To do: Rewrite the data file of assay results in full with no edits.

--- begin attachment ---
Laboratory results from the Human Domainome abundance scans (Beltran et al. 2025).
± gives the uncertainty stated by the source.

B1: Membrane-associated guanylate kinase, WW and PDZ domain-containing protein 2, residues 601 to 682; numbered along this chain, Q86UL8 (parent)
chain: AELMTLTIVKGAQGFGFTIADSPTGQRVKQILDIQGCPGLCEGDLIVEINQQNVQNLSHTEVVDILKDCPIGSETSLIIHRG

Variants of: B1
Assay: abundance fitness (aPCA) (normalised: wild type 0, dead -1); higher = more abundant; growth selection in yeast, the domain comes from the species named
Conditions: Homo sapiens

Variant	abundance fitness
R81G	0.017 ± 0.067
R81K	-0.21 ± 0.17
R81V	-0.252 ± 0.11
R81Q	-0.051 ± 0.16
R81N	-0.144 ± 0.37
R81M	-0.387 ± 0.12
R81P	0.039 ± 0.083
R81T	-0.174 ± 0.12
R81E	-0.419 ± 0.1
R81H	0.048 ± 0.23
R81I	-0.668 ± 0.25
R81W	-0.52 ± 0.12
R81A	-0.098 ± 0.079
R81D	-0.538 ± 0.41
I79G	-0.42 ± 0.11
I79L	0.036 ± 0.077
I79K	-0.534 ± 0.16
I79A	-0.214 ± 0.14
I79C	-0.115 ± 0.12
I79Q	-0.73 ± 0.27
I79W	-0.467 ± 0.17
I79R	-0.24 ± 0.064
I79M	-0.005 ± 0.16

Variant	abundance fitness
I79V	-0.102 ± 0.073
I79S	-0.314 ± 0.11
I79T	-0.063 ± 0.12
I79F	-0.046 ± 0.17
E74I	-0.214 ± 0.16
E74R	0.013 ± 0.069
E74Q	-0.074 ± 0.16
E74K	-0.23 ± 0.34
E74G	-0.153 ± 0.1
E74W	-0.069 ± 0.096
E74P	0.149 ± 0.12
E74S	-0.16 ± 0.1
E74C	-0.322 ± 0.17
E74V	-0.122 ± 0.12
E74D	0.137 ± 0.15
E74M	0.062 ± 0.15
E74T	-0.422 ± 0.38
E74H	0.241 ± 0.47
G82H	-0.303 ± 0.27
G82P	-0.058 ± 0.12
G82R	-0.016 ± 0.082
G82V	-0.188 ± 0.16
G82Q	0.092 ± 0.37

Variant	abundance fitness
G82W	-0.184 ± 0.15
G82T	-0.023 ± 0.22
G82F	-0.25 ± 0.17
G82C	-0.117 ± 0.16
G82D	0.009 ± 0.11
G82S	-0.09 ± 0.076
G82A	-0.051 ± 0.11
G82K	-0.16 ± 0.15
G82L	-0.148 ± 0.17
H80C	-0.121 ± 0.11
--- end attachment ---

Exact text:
Laboratory results from the Human Domainome abundance scans (Beltran et al. 2025).
± gives the uncertainty stated by the source.

B1: Membrane-associated guanylate kinase, WW and PDZ domain-containing protein 2, residues 601 to 682; numbered along this chain, Q86UL8 (parent)
chain: AELMTLTIVKGAQGFGFTIADSPTGQRVKQILDIQGCPGLCEGDLIVEINQQNVQNLSHTEVVDILKDCPIGSETSLIIHRG

Variants of: B1
Assay: abundance fitness (aPCA) (normalised: wild type 0, dead -1); higher = more abundant; growth selection in yeast, the domain comes from the species named
Conditions: Homo sapiens

Variant	abundance fitness
R81G	0.017 ± 0.067
R81K	-0.21 ± 0.17
R81V	-0.252 ± 0.11
R81Q	-0.051 ± 0.16
R81N	-0.144 ± 0.37
R81M	-0.387 ± 0.12
R81P	0.039 ± 0.083
R81T	-0.174 ± 0.12
R81E	-0.419 ± 0.1
R81H	0.048 ± 0.23
R81I	-0.668 ± 0.25
R81W	-0.52 ± 0.12
R81A	-0.098 ± 0.079
R81D	-0.538 ± 0.41
I79G	-0.42 ± 0.11
I79L	0.036 ± 0.077
I79K	-0.534 ± 0.16
I79A	-0.214 ± 0.14
I79C	-0.115 ± 0.12
I79Q	-0.73 ± 0.27
I79W	-0.467 ± 0.17
I79R	-0.24 ± 0.064
I79M	-0.005 ± 0.16

Variant	abundance fitness
I79V	-0.102 ± 0.073
I79S	-0.314 ± 0.11
I79T	-0.063 ± 0.12
I79F	-0.046 ± 0.17
E74I	-0.214 ± 0.16
E74R	0.013 ± 0.069
E74Q	-0.074 ± 0.16
E74K	-0.23 ± 0.34
E74G	-0.153 ± 0.1
E74W	-0.069 ± 0.096
E74P	0.149 ± 0.12
E74S	-0.16 ± 0.1
E74C	-0.322 ± 0.17
E74V	-0.122 ± 0.12
E74D	0.137 ± 0.15
E74M	0.062 ± 0.15
E74T	-0.422 ± 0.38
E74H	0.241 ± 0.47
G82H	-0.303 ± 0.27
G82P	-0.058 ± 0.12
G82R	-0.016 ± 0.082
G82V	-0.188 ± 0.16
G82Q	0.092 ± 0.37

Variant	abundance fitness
G82W	-0.184 ± 0.15
G82T	-0.023 ± 0.22
G82F	-0.25 ± 0.17
G82C	-0.117 ± 0.16
G82D	0.009 ± 0.11
G82S	-0.09 ± 0.076
G82A	-0.051 ± 0.11
G82K	-0.16 ± 0.15
G82L	-0.148 ± 0.17
H80C	-0.121 ± 0.11